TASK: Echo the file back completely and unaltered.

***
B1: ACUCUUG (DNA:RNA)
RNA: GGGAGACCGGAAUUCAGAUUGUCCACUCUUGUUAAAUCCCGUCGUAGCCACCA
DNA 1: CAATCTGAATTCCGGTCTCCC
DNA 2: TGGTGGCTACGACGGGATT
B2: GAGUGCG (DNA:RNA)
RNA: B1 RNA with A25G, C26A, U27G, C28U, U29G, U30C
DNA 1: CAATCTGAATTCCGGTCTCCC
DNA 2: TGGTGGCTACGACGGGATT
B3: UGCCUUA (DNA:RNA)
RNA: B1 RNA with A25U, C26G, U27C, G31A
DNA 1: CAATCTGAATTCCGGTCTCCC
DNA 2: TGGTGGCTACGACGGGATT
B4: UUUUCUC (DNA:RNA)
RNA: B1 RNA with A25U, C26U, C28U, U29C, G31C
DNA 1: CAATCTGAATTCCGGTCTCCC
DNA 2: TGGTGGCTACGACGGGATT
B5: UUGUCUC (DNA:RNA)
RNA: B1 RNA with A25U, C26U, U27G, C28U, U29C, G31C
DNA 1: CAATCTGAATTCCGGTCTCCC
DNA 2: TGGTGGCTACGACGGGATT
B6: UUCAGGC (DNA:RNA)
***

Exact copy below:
B1: ACUCUUG (DNA:RNA)
RNA: GGGAGACCGGAAUUCAGAUUGUCCACUCUUGUUAAAUCCCGUCGUAGCCACCA
DNA 1: CAATCTGAATTCCGGTCTCCC
DNA 2: TGGTGGCTACGACGGGATT
B2: GAGUGCG (DNA:RNA)
RNA: B1 RNA with A25G, C26A, U27G, C28U, U29G, U30C
DNA 1: CAATCTGAATTCCGGTCTCCC
DNA 2: TGGTGGCTACGACGGGATT
B3: UGCCUUA (DNA:RNA)
RNA: B1 RNA with A25U, C26G, U27C, G31A
DNA 1: CAATCTGAATTCCGGTCTCCC
DNA 2: TGGTGGCTACGACGGGATT
B4: UUUUCUC (DNA:RNA)
RNA: B1 RNA with A25U, C26U, C28U, U29C, G31C
DNA 1: CAATCTGAATTCCGGTCTCCC
DNA 2: TGGTGGCTACGACGGGATT
B5: UUGUCUC (DNA:RNA)
RNA: B1 RNA with A25U, C26U, U27G, C28U, U29C, G31C
DNA 1: CAATCTGAATTCCGGTCTCCC
DNA 2: TGGTGGCTACGACGGGATT
B6: UUCAGGC (DNA:RNA)